Although the U.S. Preventive Services Task Force recommends screening, many doctors have reported that they skip alcohol-related questions because it takes extra time and because it seems distracting to the original purpose of a patient's visit. "These challenges will need to be addressed," the researchers noted in their paper.
Although doctors' time with patients it limited, the questionnaire for alcohol use used in the study was a brief five questions and could be completed before the primary clinician sees the patient. And the researchers recommend even using a simple question, such as "How many times in the pas year have you had X or more drinks in a day?" (Five for men and four for women would signify an instance of excessive use, for example.)
"Screening can be accomplished by asking only one or fewer questions," the researchers noted. "And subsequent brief interventions for problem drinking by primary care clinicians can significantly reduce hospital days and health care costs and mortality."
Identifying more patients in need of help could go a long way in improving health and reducing related costs over the long term. One study found that even simple help from a primary care doctor helped 40 percent of hazardous drinkers cut their alcohol consumption to safe levels. And in another study, of people 18 to 49 who consumed unsafe amounts of alcohol each day or week, only 7 percent of them reported that their doctor had asked them to reduce their drinking, and only 14 percent recalled being told about safe drinking amounts.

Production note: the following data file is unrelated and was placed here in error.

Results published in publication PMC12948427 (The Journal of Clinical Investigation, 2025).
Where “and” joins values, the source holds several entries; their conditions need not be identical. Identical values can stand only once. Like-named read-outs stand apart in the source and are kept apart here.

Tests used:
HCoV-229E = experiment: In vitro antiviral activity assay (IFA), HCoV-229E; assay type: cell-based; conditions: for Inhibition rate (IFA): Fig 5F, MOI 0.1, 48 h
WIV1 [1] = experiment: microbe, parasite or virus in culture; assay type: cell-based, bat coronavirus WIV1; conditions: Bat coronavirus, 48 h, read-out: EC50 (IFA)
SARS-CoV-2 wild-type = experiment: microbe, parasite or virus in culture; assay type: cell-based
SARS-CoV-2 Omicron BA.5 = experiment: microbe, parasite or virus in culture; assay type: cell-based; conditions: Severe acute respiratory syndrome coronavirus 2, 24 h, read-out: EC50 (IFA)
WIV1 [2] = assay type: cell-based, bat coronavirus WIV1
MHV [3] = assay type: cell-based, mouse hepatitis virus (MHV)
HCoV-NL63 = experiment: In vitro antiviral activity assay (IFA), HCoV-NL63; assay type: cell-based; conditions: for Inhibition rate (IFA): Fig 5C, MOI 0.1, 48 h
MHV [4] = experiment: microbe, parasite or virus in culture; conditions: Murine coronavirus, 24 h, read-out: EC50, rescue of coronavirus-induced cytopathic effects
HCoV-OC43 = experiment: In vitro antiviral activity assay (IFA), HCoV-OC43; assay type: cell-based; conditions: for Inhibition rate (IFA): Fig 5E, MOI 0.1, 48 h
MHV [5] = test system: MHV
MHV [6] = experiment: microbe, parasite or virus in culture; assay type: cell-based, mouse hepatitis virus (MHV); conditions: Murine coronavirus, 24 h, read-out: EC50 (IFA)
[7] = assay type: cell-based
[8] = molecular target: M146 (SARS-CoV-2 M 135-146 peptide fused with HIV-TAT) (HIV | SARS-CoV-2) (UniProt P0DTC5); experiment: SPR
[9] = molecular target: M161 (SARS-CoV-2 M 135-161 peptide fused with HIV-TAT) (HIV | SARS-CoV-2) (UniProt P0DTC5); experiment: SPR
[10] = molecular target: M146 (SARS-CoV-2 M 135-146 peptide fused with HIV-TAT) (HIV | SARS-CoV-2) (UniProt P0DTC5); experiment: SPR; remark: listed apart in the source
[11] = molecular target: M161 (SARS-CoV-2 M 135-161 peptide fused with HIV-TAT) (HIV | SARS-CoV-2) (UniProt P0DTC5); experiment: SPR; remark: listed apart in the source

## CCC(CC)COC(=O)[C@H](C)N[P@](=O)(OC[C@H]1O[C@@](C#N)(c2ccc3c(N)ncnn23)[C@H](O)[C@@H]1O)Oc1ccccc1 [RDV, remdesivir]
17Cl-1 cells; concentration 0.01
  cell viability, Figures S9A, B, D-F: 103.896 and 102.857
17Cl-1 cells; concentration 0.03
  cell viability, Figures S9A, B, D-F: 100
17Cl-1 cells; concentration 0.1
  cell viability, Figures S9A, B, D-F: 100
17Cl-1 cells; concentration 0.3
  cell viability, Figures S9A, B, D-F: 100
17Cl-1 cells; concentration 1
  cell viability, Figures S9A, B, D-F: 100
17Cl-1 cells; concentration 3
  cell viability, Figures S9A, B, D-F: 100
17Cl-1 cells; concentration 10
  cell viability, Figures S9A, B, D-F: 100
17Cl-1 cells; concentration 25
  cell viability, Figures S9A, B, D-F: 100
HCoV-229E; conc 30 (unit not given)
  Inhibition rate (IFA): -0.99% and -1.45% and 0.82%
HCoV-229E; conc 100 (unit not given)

For those who could use help starting the conversation about drinking, the researchers also point to free online training from the University of Missouri that clinicians can consult for tips on how to talk with patients about drinking problems.